It all started with an itsy-bitsy, irradiated spider. Soon after plunging its teeth into young Peter Parker, that spider crumpled and died, taking its place in modern legend.
Or so we thought.
This July, Dan Slott and Humberto Ramos pluck that webbing once more to reveal the spider’s last hurrah, and the secret of a woman called Silk. It all stands revealed in AMAZING SPIDER-MAN #4 and #5, a tie-in to Original Sin.
“One thing we’re exploring with Original Sin is the revelation that many heroes of the Marvel Universe are either keeping a terrible secret or that a terrible secret is being kept from them,” Slott explains. “That is the case with Peter Parker. There is a secret that’s been kept from him, and the secret is that the spider that bit him lived just long enough to bite one other person. There’s a second spider-person! Who is she? You’re going to have to read AMAZING SPIDER-MAN #4 to find out.”
Of course, this represents a bigger story than will be told in that issue or even the next. The mystery extends beyond the spider and the recipient of its dying bite. The secret can best be appreciated as a web.
“Why was this kept from Peter?” asks Slott. “A good question to ask is ‘Who is keeping this from him?’ What parties would know about the existence of this person? Why haven’t we seen her in all this time since the events of AMAZING FANTASY #15? Where has she been?”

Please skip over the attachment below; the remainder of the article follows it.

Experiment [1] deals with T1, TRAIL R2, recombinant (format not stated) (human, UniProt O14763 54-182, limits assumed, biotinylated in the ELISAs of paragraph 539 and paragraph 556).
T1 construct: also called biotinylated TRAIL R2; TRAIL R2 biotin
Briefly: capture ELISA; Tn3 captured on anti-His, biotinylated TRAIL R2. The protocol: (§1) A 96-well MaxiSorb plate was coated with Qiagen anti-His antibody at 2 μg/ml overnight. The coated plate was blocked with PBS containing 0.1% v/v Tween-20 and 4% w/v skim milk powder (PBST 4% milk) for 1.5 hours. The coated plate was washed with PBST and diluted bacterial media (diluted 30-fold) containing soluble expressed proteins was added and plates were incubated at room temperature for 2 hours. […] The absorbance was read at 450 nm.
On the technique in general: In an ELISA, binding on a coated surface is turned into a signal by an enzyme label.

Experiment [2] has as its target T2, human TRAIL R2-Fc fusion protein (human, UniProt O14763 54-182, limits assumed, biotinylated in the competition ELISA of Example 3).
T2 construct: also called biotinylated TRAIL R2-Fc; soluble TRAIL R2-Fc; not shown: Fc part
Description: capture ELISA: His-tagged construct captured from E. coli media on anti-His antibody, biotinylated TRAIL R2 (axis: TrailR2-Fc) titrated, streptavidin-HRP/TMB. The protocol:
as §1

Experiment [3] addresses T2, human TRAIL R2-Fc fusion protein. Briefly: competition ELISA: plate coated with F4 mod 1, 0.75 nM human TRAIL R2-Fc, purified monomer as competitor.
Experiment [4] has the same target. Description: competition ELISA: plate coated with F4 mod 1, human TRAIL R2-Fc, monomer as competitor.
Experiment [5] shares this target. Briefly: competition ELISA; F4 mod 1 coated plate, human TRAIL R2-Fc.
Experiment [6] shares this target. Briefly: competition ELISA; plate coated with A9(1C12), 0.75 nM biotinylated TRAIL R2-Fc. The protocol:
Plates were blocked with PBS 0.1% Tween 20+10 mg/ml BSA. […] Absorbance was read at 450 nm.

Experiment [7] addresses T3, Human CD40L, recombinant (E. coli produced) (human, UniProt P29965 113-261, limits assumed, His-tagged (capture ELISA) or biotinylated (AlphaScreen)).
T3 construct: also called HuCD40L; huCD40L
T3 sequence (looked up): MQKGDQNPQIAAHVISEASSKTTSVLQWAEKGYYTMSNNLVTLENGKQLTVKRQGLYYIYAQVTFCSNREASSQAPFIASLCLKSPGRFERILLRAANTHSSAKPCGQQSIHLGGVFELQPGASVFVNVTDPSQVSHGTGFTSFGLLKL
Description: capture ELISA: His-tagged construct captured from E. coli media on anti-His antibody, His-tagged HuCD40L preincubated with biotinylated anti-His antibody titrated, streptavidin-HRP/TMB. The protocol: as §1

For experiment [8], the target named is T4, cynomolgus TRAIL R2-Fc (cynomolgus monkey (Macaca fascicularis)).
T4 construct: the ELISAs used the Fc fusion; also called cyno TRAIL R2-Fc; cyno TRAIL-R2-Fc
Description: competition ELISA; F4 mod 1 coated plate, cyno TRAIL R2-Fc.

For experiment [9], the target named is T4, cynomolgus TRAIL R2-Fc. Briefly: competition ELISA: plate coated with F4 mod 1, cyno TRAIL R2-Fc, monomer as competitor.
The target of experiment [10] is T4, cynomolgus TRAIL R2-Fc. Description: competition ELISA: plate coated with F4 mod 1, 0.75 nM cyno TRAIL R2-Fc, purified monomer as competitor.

Important questions to be answered in the continuing story, but they demand another query about the sanctity of the spider in the Spidey offices for over 50 years. Though we’ve seen many iterations and mutations of Spider-Man, why have we never seen further bite victims until now?
“Much like holy books, the scriptures of comic books are rife with contradicting narratives” says Slott, “This fits well in two of them. We’ve seen what happened to the spider after it died. It was eaten by somebody. This happened before that. This spider had a very complicated life. But I think it’s fair to say that spiders bite people. After it bit Peter the idea of it biting one more person isn’t such a big stretch.
“This was a scenario where everyone went, ‘What’s the biggest secret our heroes could have tied to them?’ When I offered up the idea that the spider bit another person, it wasn’t a Bucky scenario. It wasn’t everyone going, ‘We should weight this carefully. We should think about the ramifications. We should ponder.’ Instead it was everyone going, ‘That’s cool!’ It probably hadn’t come up before because—you’re talking to the guy writing LEARNING TO CRAWL—you want to treat the origin story as sacrosanct. Over the years, people want to attach ballast to origins, to make whatever story they’re telling in the present more ‘important.’ There is the danger of taking something as simple and beautiful and elegant as an origin story and adding too many wrinkles to it. I think we’re safe on this one. Spiders bite people.”
Still, that the spider took one more bite for the road remains a significant addition to the lore. Then, that’s the whole point:
“If you’re gonna do a story like Original Sin, where everybody’s got such a big secret, you go big or you go home.”